“My beautiful, intelligent, beat-to-the-sound of his own drum, annoying, charming baby brother was killed yesterday helping to save lives,” Marilyn wrote. “There is a large Maxton sized hole that will never be filled. 

Navy Corpsman Max Soviak was killed in Kabul after a suicide bombing struck near the airport on August, 27,2021.

Navy Corpsman Max Soviak was killed in Kabul after a suicide bombing struck near the airport on August, 27,2021.
(Facebook/ Max Soviak)

“He was just a kid. We are sending kids over there to die. Kids with families that now have holes just like ours. I’m not one for praying but damn could those kids over there use some right now. My heart is in pieces and I don’t think that’ll ever fit back again.” 

The Navy issued a statement, describing Soviak as “a wonderful son who loved his family, his community, and was proud to serve in the U.S. Navy. 

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“He was excited about the opportunities the Navy would offer him and planned to make the Navy a career. We are incredibly proud of his service to our country.” 



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Bonnaroo 2021 canceled due to heavy rain from Hurricane Ida


Bonnaroo 2021 has been officially canceled.

The festival, which takes place in Tennessee, announced the news on social media, citing the “waterlogged” festival grounds 

“We are absolutely heartbroken to announce that we must cancel Bonnaroo. While this weekend’s weather looks outstanding, currently Centeroo is waterlogged in many areas, the ground is incredibly saturated on our tollbooth paths, and the campgrounds are flooded to the point that we are unable to drive in or park vehicles safely,” the statement read.

“We have done everything in our power to try to keep the show moving forward, but Mother Nature has dealt us a tremendous amount of rain over the past 24 hours, and we have run out of options to try to make the event happen safely and in a way that lives up to the Bonnaroo experience,” the statement continued.

TENNESSEE OFFICIALS SAY DAMAGE FROM FLOODS IS WORSE THAN PREVIOUSLY THOUGHT, BIDEN APPROVES DISASTER DECLARATION

A general view of atmosphere during the Umphrey's McGee performance at the Bonnaroo Music & Arts Festival on June 13, 2014 in Manchester, Tennessee.

A general view of atmosphere during the Umphrey’s McGee performance at the Bonnaroo Music & Arts Festival on June 13, 2014 in Manchester, Tennessee.
(Photo by Jason Merritt/Getty Images)

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The annual festival was scheduled to start Thursday on the site of a former farm in Manchester, about an hour southeast of Nashville. This is the second year in a row the music festival has been canceled. The 2020 festival was called off due to the coronavirus pandemic.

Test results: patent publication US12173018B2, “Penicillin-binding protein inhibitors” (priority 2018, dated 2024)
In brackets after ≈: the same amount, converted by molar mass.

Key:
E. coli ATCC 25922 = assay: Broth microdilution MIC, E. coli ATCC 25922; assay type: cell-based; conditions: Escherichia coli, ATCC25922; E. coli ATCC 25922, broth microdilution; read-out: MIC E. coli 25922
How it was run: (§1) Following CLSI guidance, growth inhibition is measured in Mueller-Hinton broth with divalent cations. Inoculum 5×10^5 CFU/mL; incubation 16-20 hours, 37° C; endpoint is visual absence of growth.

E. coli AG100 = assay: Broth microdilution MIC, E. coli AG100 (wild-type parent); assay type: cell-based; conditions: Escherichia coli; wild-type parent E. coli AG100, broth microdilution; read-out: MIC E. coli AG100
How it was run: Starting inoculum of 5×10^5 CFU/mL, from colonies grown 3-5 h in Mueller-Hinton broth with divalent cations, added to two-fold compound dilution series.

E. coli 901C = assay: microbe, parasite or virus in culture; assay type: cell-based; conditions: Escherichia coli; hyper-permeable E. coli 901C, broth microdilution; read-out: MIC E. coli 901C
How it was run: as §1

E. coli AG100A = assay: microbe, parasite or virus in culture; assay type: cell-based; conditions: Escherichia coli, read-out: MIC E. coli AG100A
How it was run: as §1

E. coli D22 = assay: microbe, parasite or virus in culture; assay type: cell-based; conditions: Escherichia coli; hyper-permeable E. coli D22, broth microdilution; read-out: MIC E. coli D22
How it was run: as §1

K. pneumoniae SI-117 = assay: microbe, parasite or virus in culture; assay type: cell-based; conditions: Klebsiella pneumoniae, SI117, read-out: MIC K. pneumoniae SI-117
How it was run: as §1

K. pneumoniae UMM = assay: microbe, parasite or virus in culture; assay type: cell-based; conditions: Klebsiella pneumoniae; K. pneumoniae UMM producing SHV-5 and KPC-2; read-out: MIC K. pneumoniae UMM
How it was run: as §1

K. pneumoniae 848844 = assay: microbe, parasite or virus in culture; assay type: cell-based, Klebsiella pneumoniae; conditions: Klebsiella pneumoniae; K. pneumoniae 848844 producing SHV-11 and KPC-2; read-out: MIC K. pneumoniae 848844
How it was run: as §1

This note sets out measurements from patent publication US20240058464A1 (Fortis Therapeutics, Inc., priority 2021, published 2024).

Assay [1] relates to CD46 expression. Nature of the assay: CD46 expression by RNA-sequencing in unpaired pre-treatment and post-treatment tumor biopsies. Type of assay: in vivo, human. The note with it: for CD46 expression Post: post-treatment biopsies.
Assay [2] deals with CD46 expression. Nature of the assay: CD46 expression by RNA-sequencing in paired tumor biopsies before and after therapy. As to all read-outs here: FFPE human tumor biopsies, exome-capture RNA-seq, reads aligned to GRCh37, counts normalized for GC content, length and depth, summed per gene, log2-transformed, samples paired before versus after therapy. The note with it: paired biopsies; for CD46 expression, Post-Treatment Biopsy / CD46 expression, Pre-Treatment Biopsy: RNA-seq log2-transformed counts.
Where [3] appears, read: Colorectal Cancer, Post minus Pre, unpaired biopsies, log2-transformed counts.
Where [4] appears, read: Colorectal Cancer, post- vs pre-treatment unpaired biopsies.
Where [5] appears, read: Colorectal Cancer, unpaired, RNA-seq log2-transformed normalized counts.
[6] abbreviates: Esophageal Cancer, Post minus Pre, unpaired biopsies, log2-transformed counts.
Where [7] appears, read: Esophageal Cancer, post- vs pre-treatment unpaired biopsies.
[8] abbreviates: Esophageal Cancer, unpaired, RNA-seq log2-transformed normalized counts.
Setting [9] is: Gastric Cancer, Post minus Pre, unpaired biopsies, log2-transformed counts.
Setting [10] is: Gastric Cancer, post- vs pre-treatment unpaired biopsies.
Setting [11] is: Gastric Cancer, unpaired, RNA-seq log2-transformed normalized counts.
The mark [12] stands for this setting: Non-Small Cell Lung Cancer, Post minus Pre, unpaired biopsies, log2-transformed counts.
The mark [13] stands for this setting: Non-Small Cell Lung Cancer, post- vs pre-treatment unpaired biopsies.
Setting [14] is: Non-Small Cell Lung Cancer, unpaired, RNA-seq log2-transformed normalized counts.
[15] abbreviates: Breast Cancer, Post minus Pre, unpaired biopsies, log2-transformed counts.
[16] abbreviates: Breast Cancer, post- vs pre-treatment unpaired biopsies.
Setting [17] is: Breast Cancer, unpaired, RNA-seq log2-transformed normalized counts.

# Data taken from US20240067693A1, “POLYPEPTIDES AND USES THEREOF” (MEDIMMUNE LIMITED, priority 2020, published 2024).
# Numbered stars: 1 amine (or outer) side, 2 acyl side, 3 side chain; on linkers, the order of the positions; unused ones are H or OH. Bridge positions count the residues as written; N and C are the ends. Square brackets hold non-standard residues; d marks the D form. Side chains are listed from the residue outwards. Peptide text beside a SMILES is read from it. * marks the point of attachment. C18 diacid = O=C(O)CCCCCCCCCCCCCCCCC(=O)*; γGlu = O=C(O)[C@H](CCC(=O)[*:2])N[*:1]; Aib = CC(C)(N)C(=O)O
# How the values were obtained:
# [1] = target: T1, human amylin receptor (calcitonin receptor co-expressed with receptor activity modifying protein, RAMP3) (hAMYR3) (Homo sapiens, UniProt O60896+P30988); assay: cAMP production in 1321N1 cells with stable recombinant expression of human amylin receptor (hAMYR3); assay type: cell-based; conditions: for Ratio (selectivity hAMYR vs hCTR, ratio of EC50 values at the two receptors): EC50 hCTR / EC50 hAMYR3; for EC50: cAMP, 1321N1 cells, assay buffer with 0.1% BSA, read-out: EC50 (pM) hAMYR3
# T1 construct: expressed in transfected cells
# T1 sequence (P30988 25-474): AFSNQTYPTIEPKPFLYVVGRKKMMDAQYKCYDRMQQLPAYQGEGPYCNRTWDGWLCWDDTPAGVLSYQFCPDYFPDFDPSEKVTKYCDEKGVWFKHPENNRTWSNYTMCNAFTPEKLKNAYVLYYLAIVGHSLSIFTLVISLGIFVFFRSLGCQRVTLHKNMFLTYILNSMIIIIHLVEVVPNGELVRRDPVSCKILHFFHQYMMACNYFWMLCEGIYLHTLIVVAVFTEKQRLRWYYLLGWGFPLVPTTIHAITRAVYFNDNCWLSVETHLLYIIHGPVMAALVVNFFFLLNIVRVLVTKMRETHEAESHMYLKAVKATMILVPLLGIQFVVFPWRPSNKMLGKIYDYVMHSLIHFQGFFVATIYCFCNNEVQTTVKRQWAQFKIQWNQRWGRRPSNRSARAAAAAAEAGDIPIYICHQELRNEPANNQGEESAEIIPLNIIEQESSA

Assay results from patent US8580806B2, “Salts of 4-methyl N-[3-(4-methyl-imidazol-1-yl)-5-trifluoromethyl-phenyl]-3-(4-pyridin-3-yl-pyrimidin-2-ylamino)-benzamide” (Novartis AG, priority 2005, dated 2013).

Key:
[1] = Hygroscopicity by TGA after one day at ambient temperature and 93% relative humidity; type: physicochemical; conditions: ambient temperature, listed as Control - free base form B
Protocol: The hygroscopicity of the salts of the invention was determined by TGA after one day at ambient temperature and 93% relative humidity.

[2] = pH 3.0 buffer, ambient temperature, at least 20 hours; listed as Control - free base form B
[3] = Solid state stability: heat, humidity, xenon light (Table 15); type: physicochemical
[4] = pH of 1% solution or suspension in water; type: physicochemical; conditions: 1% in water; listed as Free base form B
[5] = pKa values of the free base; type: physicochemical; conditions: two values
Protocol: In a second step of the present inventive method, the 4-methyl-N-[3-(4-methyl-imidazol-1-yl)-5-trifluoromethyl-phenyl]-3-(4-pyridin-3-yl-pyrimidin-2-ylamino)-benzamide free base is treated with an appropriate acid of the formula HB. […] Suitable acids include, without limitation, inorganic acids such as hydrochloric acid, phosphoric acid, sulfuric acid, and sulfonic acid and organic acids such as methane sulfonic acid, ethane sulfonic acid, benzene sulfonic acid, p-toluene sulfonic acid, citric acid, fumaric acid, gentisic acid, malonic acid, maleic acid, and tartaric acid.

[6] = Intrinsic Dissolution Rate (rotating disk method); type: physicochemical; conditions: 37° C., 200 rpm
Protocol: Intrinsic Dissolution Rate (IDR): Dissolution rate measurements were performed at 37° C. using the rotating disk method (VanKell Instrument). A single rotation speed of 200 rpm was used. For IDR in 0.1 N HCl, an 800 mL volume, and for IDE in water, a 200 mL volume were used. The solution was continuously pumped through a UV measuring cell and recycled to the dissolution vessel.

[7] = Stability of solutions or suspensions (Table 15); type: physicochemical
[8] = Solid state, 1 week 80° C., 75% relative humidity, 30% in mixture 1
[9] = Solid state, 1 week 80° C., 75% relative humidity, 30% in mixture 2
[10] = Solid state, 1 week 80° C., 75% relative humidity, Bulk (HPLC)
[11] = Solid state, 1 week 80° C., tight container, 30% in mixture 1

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Artists who were supposed to perform this weekend included Lizzo, the Foo Fighters, Tame Impala, Megan Thee Stallion, Phoebe Bridgers, Tyler, the Creator and Jason Isbell.

The Associated Press contributed to this report



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Mets' Báez bolts out of dog house with apology, winning run


Javier Báez apologized for running his mouth, then sprinted right back into the good graces of Mets fans.

Báez bolted from first to home for the winning run in the ninth inning of a 6-5 win over the Miami Marlins on Tuesday, hours after he and Francisco Lindor apologized for their roles in a thumbs-down gesture that was in part a dig at New York fans who have booed the underperforming ballclub.

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Báez and Lindor took turns saying they were sorry within an hour of the first pitch. Their regrets followed a stern statement from team president Sandy Alderson on Sunday night disavowing the gesture, as well as a team meeting Tuesday in which players said they would stop making it.

“I didn’t mean to offend anybody,” Báez said.

Lindor added, “It doesn’t look good on our part.”

The longtime friends spoke to reporters in front of the Mets’ dugout. Lindor was booed by a few fans when he emerged, and two young boys held up thumbs-down signals behind him while he spoke. After Báez concluded his apology, one fan shouted to him, “Javy, we just want to win, bro!”

Lindor drew some boos during his first at-bat of the game, which was the resumption of an April matchup suspended by rain in the first inning.